Found 43 results for heteronym in A Centenary Pessoa.
214 The Advent of the Heteronyms A CENTENARY PESSOA LETTER TO ADOLF CASAIS MONTEIRO, 13 JANUARY 1935 [...] I will move on to your question1 about the genesis of my heteronyms. I will attempt to answer it fully. I begin with the psychiatric part. The origin of my heteronym lies in the deep streak of hysteria which exists in me. I do not know whether I am simply a hysteric
and Campos are poetic creations is to forget too much. Like all creation, those poets were born of play. Art is play – and other things. But without play there is no art. The authenticity of the heteronyms depends on their poetic coherence, their verisimilitude. They were necessary creations, otherwise Pessoa would not have devoted his life to living and making them; what matters now is not that they
Pessoa wrote again to Monteiro remarking: ‘Behind the involuntary masks of the poet, the thinker and whatever else, I am essentially a dramatist’. Caeiro, Reis, and Campos, Pessoa’s three main poetic heteronyms, had lives, histories, characters, styles and thoughts of their own; their poetic works therefore ‘must be considered distinct from that of their author’. And, indeed, the public persona known as ‘
. Whence come (and I am not talking about his undeniable readiness to pretend, to ‘play tricks’) the vacillations and contradictions we find when Pessoa refers to the nature and origin of his heteronyms; he claims either to have discovered them in a state of trance, so that he was simply acting as a medium when writing, for instance, the poems of Caeiro, or that he constructed them within himself;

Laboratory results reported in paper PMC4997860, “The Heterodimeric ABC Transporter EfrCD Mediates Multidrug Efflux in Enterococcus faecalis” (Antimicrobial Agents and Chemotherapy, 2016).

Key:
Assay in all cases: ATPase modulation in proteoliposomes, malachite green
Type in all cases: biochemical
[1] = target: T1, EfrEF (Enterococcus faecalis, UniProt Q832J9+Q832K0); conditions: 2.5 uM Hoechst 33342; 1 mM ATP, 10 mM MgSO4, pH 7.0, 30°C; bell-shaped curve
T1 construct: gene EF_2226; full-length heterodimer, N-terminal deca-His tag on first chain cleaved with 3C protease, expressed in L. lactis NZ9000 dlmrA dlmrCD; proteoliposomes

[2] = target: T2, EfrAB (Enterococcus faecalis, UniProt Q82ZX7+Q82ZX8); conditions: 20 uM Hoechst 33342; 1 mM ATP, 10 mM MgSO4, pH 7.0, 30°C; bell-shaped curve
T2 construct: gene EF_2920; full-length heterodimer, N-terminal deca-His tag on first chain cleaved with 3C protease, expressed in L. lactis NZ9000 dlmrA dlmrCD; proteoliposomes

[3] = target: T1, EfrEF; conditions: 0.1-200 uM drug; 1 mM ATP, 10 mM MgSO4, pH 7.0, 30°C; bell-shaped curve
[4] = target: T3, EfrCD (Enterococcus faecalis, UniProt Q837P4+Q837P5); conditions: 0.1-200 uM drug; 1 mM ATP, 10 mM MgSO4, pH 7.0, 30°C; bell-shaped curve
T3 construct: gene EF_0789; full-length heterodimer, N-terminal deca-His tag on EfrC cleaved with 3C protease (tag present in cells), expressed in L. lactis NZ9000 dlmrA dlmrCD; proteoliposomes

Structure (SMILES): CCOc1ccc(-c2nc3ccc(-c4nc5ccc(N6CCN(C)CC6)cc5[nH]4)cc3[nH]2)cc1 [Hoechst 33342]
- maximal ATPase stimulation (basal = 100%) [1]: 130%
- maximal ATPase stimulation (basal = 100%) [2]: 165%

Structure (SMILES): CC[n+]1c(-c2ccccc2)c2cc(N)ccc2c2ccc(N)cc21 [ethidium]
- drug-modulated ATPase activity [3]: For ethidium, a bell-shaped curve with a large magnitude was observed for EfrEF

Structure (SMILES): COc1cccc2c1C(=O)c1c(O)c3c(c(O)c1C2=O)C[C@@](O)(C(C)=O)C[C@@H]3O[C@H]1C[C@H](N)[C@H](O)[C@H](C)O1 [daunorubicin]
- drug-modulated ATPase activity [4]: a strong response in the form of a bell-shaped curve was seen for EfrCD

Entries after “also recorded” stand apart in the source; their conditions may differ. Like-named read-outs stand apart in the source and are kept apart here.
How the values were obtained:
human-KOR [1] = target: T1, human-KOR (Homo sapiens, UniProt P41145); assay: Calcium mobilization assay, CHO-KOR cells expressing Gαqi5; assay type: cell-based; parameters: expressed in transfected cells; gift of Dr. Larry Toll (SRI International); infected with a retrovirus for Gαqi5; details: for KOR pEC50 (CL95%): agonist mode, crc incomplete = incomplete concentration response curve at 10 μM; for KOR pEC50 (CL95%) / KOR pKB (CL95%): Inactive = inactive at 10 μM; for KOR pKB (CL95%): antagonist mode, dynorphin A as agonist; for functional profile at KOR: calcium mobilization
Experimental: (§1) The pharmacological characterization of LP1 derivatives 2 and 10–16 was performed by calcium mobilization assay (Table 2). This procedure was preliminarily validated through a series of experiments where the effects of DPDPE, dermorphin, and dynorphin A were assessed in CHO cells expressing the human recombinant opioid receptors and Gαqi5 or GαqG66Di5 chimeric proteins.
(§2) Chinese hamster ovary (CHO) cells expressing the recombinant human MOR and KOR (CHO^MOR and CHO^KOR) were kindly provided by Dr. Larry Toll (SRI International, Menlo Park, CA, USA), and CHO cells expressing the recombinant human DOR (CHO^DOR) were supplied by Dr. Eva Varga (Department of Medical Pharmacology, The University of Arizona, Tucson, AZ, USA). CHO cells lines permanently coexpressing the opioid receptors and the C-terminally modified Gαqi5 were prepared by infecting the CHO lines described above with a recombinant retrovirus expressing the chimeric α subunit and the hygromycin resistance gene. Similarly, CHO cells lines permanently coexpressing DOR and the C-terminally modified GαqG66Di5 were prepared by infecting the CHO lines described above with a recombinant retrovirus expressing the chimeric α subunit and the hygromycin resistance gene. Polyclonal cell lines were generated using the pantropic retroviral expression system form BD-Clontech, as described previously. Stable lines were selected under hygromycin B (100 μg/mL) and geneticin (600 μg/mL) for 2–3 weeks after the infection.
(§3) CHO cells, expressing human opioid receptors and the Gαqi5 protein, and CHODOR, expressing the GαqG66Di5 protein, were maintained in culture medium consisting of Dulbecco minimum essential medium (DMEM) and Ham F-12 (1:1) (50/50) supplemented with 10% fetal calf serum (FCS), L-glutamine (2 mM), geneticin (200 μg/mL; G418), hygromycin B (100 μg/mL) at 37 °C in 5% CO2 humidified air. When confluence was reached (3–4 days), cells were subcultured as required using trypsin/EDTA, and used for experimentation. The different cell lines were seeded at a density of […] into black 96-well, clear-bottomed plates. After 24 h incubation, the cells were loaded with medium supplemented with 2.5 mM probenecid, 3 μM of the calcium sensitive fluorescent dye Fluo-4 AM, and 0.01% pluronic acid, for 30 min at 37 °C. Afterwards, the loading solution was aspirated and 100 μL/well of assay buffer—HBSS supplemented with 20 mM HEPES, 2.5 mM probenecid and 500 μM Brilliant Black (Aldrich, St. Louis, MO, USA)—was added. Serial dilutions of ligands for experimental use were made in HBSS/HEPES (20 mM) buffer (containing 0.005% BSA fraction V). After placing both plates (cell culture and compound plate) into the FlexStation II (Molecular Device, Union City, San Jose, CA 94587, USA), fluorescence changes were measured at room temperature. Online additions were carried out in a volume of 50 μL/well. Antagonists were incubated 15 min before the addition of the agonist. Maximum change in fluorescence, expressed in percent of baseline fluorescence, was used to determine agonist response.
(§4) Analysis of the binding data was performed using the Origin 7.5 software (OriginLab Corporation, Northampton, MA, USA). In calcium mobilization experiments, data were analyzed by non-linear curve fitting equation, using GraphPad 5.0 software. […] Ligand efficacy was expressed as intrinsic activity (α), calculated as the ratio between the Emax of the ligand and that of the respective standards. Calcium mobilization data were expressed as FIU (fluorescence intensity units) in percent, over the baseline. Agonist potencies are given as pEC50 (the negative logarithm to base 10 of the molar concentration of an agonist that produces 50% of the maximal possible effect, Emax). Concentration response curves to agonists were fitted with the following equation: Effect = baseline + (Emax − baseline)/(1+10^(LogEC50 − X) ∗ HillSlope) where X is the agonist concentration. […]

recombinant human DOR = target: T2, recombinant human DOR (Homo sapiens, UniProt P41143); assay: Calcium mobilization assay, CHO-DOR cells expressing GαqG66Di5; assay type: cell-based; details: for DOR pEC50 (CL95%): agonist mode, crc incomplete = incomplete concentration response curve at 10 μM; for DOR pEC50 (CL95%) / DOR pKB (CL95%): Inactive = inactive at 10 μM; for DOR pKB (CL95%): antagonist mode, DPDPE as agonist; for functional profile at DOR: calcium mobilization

1) ‘Portugal’ [working title for Mensagem] of which ‘Mar Portugês’ (Contemporânea) constitutes the second part; (2) ‘The Book of Disquietude’ (Bernardo Soares, but subsidiarily, since B.S. is not a heteronym but a literary persona); (3) ‘The Complete Poems of Alberto Caeiro’ (with the preface by Ricardo Reis, and, as a postface, the ‘Notes in Remembrance’ by Álvaro de Campos). Later, the following year,
of course, Milton, Byron, the Romantic poets – especially Shelley and Keats – Tennyson, Carlyle, and Browning (whose dramatic reconstructions in Men and Women may well have interested the inventor of heteronyms). Among American writers he enjoyed Poe and, later, came to admire Whitman (‘[...] he is the epitome of modern times. His power of expression is consummate, like Shakespeare’s’). The library which
he created some 72 dramatis personae in ‘the intimate theatre of the self’, some little more than a name, others vividly alive and themselves creative. The boy Pessoa practises signatures for his heteronyms. It was decided that Pessoa should return to Lisbon for university education. He sailed, alone, in August 1905, just turned seventeen. In Lisbon he stayed first with a great-aunt, and then with his